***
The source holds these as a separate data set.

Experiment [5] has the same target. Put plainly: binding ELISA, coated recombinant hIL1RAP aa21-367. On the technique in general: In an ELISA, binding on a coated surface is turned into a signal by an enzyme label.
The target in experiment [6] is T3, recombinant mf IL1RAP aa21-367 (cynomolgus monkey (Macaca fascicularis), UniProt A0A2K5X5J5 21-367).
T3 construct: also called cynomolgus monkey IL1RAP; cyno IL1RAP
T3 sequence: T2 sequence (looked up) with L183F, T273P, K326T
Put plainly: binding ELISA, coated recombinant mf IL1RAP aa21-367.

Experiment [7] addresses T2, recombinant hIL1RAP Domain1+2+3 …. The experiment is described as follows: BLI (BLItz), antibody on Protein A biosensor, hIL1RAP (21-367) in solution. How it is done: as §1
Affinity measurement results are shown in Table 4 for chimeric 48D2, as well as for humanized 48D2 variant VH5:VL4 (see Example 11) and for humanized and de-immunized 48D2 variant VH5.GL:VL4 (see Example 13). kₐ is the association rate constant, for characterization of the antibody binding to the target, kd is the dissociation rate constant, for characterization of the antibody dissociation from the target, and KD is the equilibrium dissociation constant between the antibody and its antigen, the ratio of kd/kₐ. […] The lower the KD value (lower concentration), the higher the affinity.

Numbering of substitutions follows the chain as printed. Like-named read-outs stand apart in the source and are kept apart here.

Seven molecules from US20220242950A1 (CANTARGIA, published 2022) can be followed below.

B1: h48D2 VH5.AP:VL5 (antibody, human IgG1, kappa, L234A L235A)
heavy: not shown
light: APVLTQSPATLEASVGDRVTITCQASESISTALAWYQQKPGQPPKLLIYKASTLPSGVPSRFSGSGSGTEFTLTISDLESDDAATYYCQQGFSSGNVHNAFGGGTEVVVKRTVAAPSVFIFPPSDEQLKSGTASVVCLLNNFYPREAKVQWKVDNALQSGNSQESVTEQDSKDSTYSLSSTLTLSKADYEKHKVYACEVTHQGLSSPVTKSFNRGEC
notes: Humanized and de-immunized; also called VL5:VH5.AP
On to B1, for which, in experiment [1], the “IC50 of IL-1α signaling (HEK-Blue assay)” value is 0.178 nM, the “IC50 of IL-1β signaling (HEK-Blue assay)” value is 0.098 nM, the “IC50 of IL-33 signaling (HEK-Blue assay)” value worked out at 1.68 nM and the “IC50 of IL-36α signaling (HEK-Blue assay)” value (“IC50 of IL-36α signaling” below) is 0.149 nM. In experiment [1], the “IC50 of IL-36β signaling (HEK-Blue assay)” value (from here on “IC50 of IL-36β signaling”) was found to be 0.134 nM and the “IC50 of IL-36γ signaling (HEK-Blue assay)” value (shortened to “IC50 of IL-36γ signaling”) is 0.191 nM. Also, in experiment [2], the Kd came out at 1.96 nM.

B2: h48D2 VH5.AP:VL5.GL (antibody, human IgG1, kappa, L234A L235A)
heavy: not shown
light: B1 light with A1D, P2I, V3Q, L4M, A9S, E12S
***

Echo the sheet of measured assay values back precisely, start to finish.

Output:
The source holds these as a separate data set.

Experiment [5] has the same target. Put plainly: binding ELISA, coated recombinant hIL1RAP aa21-367. On the technique in general: In an ELISA, binding on a coated surface is turned into a signal by an enzyme label.
The target in experiment [6] is T3, recombinant mf IL1RAP aa21-367 (cynomolgus monkey (Macaca fascicularis), UniProt A0A2K5X5J5 21-367).
T3 construct: also called cynomolgus monkey IL1RAP; cyno IL1RAP
T3 sequence: T2 sequence (looked up) with L183F, T273P, K326T
Put plainly: binding ELISA, coated recombinant mf IL1RAP aa21-367.

Experiment [7] addresses T2, recombinant hIL1RAP Domain1+2+3 …. The experiment is described as follows: BLI (BLItz), antibody on Protein A biosensor, hIL1RAP (21-367) in solution. How it is done: as §1
Affinity measurement results are shown in Table 4 for chimeric 48D2, as well as for humanized 48D2 variant VH5:VL4 (see Example 11) and for humanized and de-immunized 48D2 variant VH5.GL:VL4 (see Example 13). kₐ is the association rate constant, for characterization of the antibody binding to the target, kd is the dissociation rate constant, for characterization of the antibody dissociation from the target, and KD is the equilibrium dissociation constant between the antibody and its antigen, the ratio of kd/kₐ. […] The lower the KD value (lower concentration), the higher the affinity.

Numbering of substitutions follows the chain as printed. Like-named read-outs stand apart in the source and are kept apart here.

Seven molecules from US20220242950A1 (CANTARGIA, published 2022) can be followed below.

B1: h48D2 VH5.AP:VL5 (antibody, human IgG1, kappa, L234A L235A)
heavy: not shown
light: APVLTQSPATLEASVGDRVTITCQASESISTALAWYQQKPGQPPKLLIYKASTLPSGVPSRFSGSGSGTEFTLTISDLESDDAATYYCQQGFSSGNVHNAFGGGTEVVVKRTVAAPSVFIFPPSDEQLKSGTASVVCLLNNFYPREAKVQWKVDNALQSGNSQESVTEQDSKDSTYSLSSTLTLSKADYEKHKVYACEVTHQGLSSPVTKSFNRGEC
notes: Humanized and de-immunized; also called VL5:VH5.AP
On to B1, for which, in experiment [1], the “IC50 of IL-1α signaling (HEK-Blue assay)” value is 0.178 nM, the “IC50 of IL-1β signaling (HEK-Blue assay)” value is 0.098 nM, the “IC50 of IL-33 signaling (HEK-Blue assay)” value worked out at 1.68 nM and the “IC50 of IL-36α signaling (HEK-Blue assay)” value (“IC50 of IL-36α signaling” below) is 0.149 nM. In experiment [1], the “IC50 of IL-36β signaling (HEK-Blue assay)” value (from here on “IC50 of IL-36β signaling”) was found to be 0.134 nM and the “IC50 of IL-36γ signaling (HEK-Blue assay)” value (shortened to “IC50 of IL-36γ signaling”) is 0.191 nM. Also, in experiment [2], the Kd came out at 1.96 nM.

B2: h48D2 VH5.AP:VL5.GL (antibody, human IgG1, kappa, L234A L235A)
heavy: not shown
light: B1 light with A1D, P2I, V3Q, L4M, A9S, E12S